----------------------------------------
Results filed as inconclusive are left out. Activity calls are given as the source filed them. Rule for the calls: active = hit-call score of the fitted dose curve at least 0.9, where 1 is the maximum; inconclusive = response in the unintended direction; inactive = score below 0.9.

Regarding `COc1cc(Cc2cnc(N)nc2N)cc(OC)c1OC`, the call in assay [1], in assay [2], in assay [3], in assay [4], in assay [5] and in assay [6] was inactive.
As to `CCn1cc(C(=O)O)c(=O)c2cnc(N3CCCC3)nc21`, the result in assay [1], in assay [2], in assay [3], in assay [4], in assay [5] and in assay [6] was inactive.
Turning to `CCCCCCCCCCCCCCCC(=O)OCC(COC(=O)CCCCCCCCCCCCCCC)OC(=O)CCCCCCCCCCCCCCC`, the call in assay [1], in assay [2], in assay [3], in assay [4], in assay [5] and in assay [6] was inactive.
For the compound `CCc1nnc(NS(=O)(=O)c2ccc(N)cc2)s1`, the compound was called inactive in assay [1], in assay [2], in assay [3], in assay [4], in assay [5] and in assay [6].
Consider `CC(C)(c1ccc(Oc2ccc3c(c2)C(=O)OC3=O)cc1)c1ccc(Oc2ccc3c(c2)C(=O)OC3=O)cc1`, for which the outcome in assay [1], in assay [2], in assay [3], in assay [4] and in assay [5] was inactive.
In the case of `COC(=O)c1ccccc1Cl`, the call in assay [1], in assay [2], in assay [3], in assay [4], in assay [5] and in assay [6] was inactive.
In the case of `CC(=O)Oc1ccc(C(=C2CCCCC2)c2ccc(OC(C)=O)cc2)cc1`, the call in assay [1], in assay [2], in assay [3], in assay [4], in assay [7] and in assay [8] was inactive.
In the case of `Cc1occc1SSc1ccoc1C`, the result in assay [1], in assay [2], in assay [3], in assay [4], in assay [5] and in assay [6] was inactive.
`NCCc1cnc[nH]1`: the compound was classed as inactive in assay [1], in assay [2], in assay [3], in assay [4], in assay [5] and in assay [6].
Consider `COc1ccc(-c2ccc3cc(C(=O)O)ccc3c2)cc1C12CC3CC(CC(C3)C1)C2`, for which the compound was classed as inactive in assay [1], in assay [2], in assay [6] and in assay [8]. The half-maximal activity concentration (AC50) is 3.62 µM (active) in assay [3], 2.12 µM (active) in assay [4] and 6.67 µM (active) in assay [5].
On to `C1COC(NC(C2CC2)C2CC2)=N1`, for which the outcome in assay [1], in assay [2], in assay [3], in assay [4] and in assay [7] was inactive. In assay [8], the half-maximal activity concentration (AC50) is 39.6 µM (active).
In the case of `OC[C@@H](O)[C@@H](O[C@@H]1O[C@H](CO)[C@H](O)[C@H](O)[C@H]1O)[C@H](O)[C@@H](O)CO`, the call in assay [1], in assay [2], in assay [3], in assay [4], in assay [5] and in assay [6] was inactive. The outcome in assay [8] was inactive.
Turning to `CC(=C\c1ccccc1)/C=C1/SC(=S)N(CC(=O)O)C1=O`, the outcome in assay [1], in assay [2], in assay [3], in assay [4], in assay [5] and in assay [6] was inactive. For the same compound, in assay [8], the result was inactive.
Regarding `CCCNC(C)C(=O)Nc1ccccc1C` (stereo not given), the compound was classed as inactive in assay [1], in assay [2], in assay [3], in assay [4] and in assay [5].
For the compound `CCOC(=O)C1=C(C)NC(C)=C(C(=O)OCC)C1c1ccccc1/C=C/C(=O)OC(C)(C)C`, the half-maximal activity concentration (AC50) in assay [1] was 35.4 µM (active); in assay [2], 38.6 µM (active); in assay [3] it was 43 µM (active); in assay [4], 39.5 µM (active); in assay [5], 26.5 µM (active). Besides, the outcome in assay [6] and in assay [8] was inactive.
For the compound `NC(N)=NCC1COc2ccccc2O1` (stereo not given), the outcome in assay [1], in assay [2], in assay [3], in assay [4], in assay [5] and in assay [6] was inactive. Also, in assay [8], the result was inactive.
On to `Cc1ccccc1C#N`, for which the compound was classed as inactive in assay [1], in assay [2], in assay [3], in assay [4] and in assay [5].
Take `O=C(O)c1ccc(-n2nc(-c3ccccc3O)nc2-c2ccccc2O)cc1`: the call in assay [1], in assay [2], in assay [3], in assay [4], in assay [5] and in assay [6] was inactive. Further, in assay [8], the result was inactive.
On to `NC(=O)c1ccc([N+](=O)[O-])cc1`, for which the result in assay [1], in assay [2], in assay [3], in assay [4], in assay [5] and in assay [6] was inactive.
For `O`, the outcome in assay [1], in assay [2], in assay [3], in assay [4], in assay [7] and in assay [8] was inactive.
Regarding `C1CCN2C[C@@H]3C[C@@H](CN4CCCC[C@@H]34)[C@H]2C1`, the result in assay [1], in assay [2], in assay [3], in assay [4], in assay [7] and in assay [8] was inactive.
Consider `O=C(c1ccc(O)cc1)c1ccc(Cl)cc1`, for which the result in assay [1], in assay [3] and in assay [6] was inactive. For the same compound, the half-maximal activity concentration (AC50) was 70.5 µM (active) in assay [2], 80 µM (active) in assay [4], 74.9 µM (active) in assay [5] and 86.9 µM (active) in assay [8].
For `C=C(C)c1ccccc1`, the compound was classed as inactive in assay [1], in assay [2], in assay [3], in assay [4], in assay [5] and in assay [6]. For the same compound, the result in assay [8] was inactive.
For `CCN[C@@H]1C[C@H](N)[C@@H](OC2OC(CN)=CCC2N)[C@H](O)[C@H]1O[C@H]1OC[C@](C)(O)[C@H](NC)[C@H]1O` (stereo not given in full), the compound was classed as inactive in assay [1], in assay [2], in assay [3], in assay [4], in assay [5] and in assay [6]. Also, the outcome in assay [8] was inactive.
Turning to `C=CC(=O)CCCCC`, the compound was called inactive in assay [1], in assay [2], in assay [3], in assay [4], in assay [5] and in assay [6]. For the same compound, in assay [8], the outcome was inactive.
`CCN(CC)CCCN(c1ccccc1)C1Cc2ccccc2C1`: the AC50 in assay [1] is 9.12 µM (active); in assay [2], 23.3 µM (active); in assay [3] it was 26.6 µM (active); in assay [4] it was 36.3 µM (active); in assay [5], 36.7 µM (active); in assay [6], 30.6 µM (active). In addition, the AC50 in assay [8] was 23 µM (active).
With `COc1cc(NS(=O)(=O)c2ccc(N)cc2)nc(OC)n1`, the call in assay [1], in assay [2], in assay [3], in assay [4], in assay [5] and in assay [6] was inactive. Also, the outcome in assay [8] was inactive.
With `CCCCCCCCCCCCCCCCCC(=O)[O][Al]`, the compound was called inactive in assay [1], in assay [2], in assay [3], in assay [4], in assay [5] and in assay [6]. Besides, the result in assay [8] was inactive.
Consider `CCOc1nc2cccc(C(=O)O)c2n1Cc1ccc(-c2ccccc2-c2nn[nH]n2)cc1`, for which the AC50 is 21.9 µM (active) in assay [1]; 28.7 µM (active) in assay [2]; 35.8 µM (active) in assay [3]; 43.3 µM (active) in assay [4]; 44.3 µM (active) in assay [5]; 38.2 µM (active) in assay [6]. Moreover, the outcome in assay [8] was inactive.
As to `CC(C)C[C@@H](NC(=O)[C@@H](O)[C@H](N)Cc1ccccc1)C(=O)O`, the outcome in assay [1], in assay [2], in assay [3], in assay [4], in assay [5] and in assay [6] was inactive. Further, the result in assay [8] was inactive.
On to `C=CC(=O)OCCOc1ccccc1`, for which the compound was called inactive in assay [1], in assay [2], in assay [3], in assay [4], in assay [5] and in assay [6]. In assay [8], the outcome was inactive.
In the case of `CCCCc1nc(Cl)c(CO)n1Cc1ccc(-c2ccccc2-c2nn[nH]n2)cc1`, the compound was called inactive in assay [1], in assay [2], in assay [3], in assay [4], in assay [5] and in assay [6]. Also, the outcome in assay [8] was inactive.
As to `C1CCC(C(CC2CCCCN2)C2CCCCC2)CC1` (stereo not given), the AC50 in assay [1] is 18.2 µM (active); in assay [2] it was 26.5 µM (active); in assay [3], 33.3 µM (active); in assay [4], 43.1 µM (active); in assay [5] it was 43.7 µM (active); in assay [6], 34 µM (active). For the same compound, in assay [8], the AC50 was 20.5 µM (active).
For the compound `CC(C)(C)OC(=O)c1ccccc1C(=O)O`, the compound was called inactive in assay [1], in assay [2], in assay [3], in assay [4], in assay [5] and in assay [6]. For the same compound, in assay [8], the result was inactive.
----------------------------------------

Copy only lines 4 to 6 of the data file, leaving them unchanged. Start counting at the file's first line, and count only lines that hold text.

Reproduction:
Turning to `CCCCCCCCCCCCCCCC(=O)OCC(COC(=O)CCCCCCCCCCCCCCC)OC(=O)CCCCCCCCCCCCCCC`, the call in assay [1], in assay [2], in assay [3], in assay [4], in assay [5] and in assay [6] was inactive.
For the compound `CCc1nnc(NS(=O)(=O)c2ccc(N)cc2)s1`, the compound was called inactive in assay [1], in assay [2], in assay [3], in assay [4], in assay [5] and in assay [6].
Consider `CC(C)(c1ccc(Oc2ccc3c(c2)C(=O)OC3=O)cc1)c1ccc(Oc2ccc3c(c2)C(=O)OC3=O)cc1`, for which the outcome in assay [1], in assay [2], in assay [3], in assay [4] and in assay [5] was inactive.